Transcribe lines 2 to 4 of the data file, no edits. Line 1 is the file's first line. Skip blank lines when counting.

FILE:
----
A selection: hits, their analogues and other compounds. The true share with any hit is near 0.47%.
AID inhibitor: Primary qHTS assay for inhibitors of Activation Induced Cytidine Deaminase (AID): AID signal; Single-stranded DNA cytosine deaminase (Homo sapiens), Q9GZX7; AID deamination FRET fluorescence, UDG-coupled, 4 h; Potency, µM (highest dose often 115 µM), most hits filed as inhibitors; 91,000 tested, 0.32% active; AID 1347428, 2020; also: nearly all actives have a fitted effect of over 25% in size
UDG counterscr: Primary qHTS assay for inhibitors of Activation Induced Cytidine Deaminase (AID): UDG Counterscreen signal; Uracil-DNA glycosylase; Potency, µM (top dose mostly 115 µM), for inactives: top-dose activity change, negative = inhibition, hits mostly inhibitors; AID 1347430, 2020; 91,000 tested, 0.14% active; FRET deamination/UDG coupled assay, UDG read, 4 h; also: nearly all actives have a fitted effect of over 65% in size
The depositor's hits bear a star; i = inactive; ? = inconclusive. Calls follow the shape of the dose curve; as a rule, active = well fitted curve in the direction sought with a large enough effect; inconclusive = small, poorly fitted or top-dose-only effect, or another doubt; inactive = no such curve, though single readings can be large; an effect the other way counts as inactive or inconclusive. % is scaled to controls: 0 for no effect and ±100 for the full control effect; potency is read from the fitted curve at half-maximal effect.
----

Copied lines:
AID inhibitor: Primary qHTS assay for inhibitors of Activation Induced Cytidine Deaminase (AID): AID signal; Single-stranded DNA cytosine deaminase (Homo sapiens), Q9GZX7; AID deamination FRET fluorescence, UDG-coupled, 4 h; Potency, µM (highest dose often 115 µM), most hits filed as inhibitors; 91,000 tested, 0.32% active; AID 1347428, 2020; also: nearly all actives have a fitted effect of over 25% in size
UDG counterscr: Primary qHTS assay for inhibitors of Activation Induced Cytidine Deaminase (AID): UDG Counterscreen signal; Uracil-DNA glycosylase; Potency, µM (top dose mostly 115 µM), for inactives: top-dose activity change, negative = inhibition, hits mostly inhibitors; AID 1347430, 2020; 91,000 tested, 0.14% active; FRET deamination/UDG coupled assay, UDG read, 4 h; also: nearly all actives have a fitted effect of over 65% in size
The depositor's hits bear a star; i = inactive; ? = inconclusive. Calls follow the shape of the dose curve; as a rule, active = well fitted curve in the direction sought with a large enough effect; inconclusive = small, poorly fitted or top-dose-only effect, or another doubt; inactive = no such curve, though single readings can be large; an effect the other way counts as inactive or inconclusive. % is scaled to controls: 0 for no effect and ±100 for the full control effect; potency is read from the fitted curve at half-maximal effect.